You might think when is she getting to the point of the food? Ah okay, you see my inspiration for submitting this dish is the yellow confetti (made from shredded yellow phone directories) that greeted every Laban rally (opposition party led by Ninoy's widow Cory) in the financial district of Makati during the campaign for the presidential snap election that Marcos called. There were also these noise barrage where at a certain day and a certain time people all over the country were asked to make noise as a sign of solidarity with the opposition. And glorious noise they were - people honked their horns, blew whistles, while our neighborhood banged pots, pans, batya (large basins), even fireworks. Such fun actually! But the beautiful sight of yellow confetti falling like snow on the streets was the one image that I always felt so magical that got embedded in my memory.

And what's the relation to the recipe? I'll get to that ... be patient. ;) This dish is the Filipino version of the Chinese wonton soup. The main difference is that our version has some minced meat mixed with the soup. On a tangent, I don't know why they called this as such because I always thought 'pancit' has noodles. There's not a thread of that in here for sure. Maybe some of you who knows about food names' origins and history can give us a hint on why this is so. Our family's version has extra wonton wrappers snipped into small pieces and cooked in the soup in the final stages. I used yellow wonton wrappers so that at serving they look like and perfectly remind me of those raining yellow confetti. Finally!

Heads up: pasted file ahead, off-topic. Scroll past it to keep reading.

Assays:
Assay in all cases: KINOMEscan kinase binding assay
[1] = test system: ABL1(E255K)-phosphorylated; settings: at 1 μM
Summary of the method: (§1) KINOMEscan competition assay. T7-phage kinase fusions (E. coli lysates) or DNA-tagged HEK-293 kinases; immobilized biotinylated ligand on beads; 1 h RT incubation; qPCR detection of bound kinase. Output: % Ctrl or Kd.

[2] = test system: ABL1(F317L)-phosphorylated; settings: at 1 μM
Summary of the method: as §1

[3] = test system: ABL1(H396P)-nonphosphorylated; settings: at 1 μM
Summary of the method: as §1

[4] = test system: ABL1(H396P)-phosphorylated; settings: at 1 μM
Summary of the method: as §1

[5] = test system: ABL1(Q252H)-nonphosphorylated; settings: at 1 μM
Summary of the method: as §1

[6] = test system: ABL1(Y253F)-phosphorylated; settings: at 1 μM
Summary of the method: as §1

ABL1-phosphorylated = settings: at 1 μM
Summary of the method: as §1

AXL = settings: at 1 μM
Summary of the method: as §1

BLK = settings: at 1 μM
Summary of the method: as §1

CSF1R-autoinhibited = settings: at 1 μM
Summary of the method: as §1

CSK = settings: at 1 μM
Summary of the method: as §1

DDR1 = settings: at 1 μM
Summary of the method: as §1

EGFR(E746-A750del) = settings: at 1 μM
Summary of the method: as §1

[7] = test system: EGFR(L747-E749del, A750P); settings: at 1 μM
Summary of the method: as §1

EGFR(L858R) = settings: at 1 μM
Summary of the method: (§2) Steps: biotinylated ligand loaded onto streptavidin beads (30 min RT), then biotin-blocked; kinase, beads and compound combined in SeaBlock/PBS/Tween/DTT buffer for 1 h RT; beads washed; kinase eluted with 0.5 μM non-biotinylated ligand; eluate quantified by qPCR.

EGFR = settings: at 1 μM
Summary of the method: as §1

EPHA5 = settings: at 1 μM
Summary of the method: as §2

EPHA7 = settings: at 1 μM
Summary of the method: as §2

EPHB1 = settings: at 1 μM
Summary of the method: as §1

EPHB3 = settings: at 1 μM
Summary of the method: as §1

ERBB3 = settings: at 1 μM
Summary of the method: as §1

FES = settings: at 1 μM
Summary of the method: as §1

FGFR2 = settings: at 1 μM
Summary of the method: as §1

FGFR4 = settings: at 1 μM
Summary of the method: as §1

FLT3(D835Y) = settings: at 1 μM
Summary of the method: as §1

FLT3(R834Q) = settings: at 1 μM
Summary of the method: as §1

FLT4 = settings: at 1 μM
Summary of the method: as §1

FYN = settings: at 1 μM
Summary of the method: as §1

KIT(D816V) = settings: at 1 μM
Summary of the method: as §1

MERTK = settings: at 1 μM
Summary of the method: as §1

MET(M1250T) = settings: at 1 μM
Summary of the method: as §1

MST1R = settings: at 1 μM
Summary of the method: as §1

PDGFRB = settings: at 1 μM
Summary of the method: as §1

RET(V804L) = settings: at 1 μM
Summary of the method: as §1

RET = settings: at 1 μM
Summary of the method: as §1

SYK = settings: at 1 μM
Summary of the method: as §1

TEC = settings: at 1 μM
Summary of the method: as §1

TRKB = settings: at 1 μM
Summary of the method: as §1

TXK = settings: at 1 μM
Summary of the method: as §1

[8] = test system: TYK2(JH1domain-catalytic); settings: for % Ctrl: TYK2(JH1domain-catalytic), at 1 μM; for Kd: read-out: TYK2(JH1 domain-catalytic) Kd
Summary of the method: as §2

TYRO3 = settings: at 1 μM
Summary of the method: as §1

In echo of Laban's battlecry:

Tama na! Sobra na! Masyado ng mahaba ang post mo!


Pancit Molo

*Wonton Filling:
250 g  minced pork
250 g  shrimps - shelled and minced
1/3 cup finely chopped waterchestnuts
1/3 cup finely chopped carrots
1/2 medium onion - finely chopped
1 egg
1 Tbsp soy sauce
1/4 tsp freshly ground pepper

about 40 pieces of wonton wrappers

10 cups chicken stock
1 1/2 Tbsp oil
3 Tbsp minced garlic
1/2 medium onion - chopped
100 g  shrimps - shelled and finely minced [about 1/3 cup]
100 g  minced pork or shredded cooked chicken [about 1/2 cup]
1 1/2 Tbsp patis (or to taste)
freshly ground pepper

chopped green onion
fried garlic

*For the wonton:
  1. Combine all the ingredients in a bowl.
  2. Lay one wonton wrapper on a plate or clean working surface. Put a teaspoonful mound of the filling in the middle. Wet the wonton wrapper around the filling then bring all edges together to seal and form like a pouch with the filling in the center. (see small picture above - click to enlarge)
  3. Repeat until all fillings are used up.
  4. Reserve a few wonton wrappers and cut or shred them into small confetti-like pieces.

*For the soup:
  1. Heat the oil in a medium sized stock pot.
  2. Saute the garlic in medium-low heat. Do not burn, if you think the oil is too hot remove the pot from the hob right away and reduce the heat.
  3. Once garlic is golden crispy brown, scoop out 2/3 of it and set aside.
  4. Add in the onion and saute for about 2-3 minutes or until translucent.
  5. Bring up heat to medium-high and stir in the minced pork and shrimps. Cook for 1 minute.
  6. Mix in the patis, stir. Cover pot and cook for 2-3 minutes.
  7. Add in the stock and bring to boil.
  8. Gently drop the wontons in the boiling stock. (Put in just 20-30 wontons, the rest can be fried and served with sweet n sour sauce OR frozen and used the next time you cook this).
  9. Turn down heat to low and simmer under cover for about 30 minutes.
  10. Add in the shredded reserved wonton wrappers, cook for a further 2-3 minutes.
  11. Remove from heat. Serve in bowls topped by chopped green onion and fried garlic.